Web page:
Correlational designs have been used in all areas of research. Forensic psychology research is no exception. As you have seen from your readings, many phenomena do not lend themselves to true experimental design. For example, an experimental research study that looks at the effect of viewing violent content, either on television or in video games, would be more challenging, both practically and ethically, than a similar study using a correlational design. Correlational research designs allow researchers to study behavior as it occurs naturally. However, to do so probably would compromise the ability to draw cause-and-effect conclusions.
To prepare for this assignment:
- Review Chapter 9 in your course text, Research Methods for the Behavioral Sciences. Consider the strengths and limitations of using correlational data, in general, and as it relates to research in forensic psychology or in forensic settings.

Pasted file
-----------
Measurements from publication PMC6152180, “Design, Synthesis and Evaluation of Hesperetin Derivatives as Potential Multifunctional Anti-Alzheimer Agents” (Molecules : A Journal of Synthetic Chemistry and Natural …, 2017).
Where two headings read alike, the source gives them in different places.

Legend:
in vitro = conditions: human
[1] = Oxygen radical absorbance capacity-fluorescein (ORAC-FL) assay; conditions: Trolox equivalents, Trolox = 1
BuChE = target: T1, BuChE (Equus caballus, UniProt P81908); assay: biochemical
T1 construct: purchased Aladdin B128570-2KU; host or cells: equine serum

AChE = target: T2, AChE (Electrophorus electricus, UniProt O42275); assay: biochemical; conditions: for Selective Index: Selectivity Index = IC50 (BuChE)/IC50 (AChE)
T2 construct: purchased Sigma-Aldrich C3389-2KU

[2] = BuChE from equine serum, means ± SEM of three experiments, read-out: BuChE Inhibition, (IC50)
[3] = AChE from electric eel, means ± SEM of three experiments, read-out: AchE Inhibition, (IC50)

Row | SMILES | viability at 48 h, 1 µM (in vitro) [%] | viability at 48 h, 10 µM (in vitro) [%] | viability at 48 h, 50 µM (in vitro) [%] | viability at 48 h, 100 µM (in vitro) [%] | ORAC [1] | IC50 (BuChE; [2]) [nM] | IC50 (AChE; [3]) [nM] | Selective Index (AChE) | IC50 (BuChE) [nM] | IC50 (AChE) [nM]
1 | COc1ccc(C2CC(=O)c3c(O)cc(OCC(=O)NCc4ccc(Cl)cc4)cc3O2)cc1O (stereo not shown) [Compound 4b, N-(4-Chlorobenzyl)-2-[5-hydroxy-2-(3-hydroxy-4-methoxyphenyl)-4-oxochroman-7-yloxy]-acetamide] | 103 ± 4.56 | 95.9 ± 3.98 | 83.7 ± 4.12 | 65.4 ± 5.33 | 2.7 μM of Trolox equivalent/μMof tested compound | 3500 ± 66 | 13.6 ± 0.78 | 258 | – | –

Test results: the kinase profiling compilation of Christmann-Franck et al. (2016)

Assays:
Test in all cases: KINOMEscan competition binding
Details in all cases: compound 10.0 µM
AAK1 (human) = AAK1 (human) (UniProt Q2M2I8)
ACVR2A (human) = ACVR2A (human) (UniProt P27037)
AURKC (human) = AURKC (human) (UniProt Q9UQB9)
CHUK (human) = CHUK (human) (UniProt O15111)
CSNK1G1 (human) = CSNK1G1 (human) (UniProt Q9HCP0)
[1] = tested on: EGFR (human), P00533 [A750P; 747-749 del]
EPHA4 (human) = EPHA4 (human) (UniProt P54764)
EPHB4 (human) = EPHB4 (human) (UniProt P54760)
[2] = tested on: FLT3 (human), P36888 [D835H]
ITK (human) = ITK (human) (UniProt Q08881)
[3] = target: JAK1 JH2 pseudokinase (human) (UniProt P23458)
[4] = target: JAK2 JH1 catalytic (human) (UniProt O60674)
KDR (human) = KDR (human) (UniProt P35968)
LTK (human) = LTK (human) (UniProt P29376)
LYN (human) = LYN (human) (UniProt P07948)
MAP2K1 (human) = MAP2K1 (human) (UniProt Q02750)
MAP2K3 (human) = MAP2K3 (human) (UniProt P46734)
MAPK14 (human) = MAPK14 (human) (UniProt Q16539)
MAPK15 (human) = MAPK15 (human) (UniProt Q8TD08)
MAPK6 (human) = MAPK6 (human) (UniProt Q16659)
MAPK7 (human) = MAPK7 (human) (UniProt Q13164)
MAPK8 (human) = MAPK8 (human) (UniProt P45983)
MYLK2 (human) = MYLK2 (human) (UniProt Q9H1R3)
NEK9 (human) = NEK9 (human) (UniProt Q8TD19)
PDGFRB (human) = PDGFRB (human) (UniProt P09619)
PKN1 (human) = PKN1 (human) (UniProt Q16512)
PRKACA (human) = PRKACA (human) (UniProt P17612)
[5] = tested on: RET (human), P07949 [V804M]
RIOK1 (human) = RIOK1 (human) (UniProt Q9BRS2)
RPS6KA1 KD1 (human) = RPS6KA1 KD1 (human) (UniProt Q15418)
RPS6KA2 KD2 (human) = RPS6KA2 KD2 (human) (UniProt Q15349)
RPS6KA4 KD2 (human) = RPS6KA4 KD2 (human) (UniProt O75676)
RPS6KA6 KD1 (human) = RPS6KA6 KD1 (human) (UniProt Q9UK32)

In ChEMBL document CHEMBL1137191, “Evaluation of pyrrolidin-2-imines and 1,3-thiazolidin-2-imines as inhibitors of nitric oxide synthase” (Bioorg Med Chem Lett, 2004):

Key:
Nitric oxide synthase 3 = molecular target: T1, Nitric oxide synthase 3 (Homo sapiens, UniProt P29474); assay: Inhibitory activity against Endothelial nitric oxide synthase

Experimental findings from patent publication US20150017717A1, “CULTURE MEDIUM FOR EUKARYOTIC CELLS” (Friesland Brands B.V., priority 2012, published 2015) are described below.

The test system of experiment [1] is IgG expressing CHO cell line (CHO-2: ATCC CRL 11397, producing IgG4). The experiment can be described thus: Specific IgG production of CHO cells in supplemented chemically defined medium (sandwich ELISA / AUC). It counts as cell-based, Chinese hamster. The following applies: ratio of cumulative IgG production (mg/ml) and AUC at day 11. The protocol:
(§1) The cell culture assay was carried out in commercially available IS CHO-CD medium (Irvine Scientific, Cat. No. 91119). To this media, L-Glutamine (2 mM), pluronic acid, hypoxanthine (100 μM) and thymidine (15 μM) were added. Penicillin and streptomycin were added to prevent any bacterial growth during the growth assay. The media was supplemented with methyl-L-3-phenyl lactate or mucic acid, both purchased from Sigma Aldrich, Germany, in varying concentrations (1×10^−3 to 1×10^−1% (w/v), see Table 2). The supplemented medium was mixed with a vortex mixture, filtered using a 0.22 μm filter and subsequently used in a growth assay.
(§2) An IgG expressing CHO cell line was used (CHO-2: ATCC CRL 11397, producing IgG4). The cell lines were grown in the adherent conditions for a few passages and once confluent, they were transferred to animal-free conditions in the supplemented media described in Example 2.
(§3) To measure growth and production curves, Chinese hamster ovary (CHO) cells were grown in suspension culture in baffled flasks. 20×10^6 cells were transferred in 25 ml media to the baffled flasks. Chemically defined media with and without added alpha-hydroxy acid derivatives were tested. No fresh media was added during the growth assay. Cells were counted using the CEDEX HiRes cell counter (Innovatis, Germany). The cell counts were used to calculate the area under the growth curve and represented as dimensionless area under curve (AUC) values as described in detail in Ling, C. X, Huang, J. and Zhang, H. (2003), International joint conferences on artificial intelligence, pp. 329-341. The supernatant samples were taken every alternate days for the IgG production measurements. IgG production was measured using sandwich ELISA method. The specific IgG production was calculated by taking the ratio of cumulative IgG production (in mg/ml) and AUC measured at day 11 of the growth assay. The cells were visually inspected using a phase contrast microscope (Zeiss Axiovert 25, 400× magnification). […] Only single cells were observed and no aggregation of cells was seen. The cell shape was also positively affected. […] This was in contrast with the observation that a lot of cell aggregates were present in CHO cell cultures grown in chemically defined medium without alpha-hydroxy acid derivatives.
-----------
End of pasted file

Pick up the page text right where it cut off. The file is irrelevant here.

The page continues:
- Review the article, “Forensic Psychology: An Empirical Review of Experimental Research.” Focus on the strengths and limitations of empirical and correlational design.
- Using the Walden Library, select and review two research articles covering different topic areas, both of which use a correlational design.
- Think about the strengths and limitations of the correlational design used in each of the two research articles you chose.
The assignment (1–3 pages):
- Briefly describe each of the studies in the two research articles you selected. Include a description of the results of the studies and the correlational relationship reported.
- Explain the strengths and limitations of using a correlational design in each of the studies.